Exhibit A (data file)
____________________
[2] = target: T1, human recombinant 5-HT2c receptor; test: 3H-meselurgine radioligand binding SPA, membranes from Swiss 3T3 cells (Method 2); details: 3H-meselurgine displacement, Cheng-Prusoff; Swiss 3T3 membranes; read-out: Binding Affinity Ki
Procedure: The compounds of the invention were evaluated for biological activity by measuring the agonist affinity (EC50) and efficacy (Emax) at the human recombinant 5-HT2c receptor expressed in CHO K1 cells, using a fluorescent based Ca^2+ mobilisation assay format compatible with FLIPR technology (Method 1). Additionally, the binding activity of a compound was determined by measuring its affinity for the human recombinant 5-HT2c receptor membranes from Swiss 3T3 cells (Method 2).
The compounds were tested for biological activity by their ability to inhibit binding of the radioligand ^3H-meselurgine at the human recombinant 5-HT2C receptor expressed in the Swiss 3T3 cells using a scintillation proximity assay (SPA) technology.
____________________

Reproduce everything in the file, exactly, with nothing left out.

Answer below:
[2] = target: T1, human recombinant 5-HT2c receptor; test: 3H-meselurgine radioligand binding SPA, membranes from Swiss 3T3 cells (Method 2); details: 3H-meselurgine displacement, Cheng-Prusoff; Swiss 3T3 membranes; read-out: Binding Affinity Ki
Procedure: The compounds of the invention were evaluated for biological activity by measuring the agonist affinity (EC50) and efficacy (Emax) at the human recombinant 5-HT2c receptor expressed in CHO K1 cells, using a fluorescent based Ca^2+ mobilisation assay format compatible with FLIPR technology (Method 1). Additionally, the binding activity of a compound was determined by measuring its affinity for the human recombinant 5-HT2c receptor membranes from Swiss 3T3 cells (Method 2).
The compounds were tested for biological activity by their ability to inhibit binding of the radioligand ^3H-meselurgine at the human recombinant 5-HT2C receptor expressed in the Swiss 3T3 cells using a scintillation proximity assay (SPA) technology.